Forum: Ruby on Rails Need an opinion on ActiveRecord vs.(?) duck typing

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Thiago A. (Guest)
on 2006-03-10 16:53
(Received via mailing list)
Rubysts,

First of all, I am pretty new to Ruby, Rails and even dynamic
languages in general. So please be patient with me. :-)

Disclaimer given, let's get to the guts.

I am trying to save a date/timestamp to my DB and comparing it with
one created outside of DB/ActiveRecord afterwards. The date is burried
inside an ActiveRecord object of mine and gets recorded together with
everything else from it. The problem is I don't know first hand the
exact type of the date object, due to duck typing. So, the date inside
an object could be virtually anything because it is passed to my
objects directly from client code.

But in the good real world it eventually boils down to two or three
types. Maybe the most significant are the Time and DateTime classes.
It happens that my (mysql, if that matters) DB schema represents this
particular date as a timestamp field and it is always (I think) mapped
back to a Time object by ActiveRecord. The problem happens when I need
to compare this ActiveRecord-converted Time object to a client-created
DateTime object. The == method simply returns false, always.

To get rid of the problem, the first solution I have thought of (and
implemented) is to insert a to_t method in the both classes, in order
to convert to a Time object. With this, every comparation I do after
the conversion. That way I am effectively comparing two Time objects
and the comparison is done correctly.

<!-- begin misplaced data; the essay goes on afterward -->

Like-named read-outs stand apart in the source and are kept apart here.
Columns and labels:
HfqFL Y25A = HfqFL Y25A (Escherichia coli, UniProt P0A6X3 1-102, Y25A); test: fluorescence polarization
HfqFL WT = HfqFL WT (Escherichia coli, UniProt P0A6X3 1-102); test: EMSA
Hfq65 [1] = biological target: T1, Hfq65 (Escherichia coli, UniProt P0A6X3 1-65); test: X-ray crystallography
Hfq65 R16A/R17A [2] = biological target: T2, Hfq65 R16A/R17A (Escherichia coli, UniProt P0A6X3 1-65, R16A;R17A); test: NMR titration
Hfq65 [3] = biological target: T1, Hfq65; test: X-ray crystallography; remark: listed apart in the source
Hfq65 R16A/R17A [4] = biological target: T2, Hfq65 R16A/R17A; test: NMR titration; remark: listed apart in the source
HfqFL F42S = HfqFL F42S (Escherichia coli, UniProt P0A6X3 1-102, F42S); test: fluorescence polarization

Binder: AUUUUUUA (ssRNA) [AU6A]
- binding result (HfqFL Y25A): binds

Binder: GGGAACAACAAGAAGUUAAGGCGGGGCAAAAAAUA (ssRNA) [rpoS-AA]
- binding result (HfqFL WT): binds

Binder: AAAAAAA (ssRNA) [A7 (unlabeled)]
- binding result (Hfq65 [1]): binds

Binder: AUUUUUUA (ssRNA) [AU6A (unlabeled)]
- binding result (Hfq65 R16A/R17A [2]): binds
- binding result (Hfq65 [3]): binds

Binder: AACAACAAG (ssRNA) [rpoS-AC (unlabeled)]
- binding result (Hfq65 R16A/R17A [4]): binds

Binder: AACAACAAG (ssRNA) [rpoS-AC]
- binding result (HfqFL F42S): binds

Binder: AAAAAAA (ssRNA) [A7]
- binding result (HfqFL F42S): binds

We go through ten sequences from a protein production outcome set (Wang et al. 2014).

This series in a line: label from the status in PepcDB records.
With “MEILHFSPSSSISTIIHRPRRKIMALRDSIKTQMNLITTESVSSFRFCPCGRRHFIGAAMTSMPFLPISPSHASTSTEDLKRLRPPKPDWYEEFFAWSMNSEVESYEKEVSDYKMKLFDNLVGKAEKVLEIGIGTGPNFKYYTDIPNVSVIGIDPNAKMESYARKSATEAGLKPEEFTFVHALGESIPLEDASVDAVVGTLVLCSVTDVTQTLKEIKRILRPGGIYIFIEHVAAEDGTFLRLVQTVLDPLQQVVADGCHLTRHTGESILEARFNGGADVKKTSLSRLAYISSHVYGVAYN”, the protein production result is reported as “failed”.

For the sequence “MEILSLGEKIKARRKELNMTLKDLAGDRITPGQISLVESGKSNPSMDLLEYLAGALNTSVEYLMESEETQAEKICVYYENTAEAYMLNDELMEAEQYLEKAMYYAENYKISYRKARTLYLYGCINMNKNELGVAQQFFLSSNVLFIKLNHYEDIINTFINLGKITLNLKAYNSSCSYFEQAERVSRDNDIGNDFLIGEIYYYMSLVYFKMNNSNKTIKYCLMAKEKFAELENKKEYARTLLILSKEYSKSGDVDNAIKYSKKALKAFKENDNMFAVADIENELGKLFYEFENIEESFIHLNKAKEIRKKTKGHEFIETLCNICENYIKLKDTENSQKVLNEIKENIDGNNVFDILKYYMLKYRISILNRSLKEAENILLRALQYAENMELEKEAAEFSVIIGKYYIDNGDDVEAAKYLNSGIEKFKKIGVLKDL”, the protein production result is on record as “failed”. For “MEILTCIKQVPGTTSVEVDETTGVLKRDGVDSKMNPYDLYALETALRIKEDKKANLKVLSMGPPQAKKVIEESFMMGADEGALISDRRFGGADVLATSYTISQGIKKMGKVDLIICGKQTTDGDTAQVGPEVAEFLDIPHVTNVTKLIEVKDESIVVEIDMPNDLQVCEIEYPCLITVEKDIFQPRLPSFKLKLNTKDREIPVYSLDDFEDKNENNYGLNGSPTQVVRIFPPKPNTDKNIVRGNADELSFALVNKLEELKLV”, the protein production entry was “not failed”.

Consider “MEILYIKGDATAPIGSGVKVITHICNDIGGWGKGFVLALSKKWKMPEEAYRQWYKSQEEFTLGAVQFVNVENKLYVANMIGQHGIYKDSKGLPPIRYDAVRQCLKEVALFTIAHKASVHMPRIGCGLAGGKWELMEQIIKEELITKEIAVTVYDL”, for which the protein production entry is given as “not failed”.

But that solution limits the number of classes my clients can insert
on the date field. I think it would be very unusual (though not
impossible) for someone to insert an Integer in it, but it wouldn't be
very strange to get a String. This other classes don't have the to_t
method defined and I would get a nice NoMethodError when I tryed to
call it. Although I almost control all client code, I wouldn't like to
remember to add a to_t method to every class that I manage to insert
on the date field. Besides that, I need to remember to call the to_t
method everytime.

The second solution I have thought of is to hide the date object
creation step inside the class. I could do that by redefining the
method that writes directly to the date field to receive all the
date/time components and then create the date object that will get
read in the future. But this way I have to change all current client
code. This can be done, but I would choose to do it only if I can't
find a better solution.

Any thoughts?

Cheers,

Thiago A.
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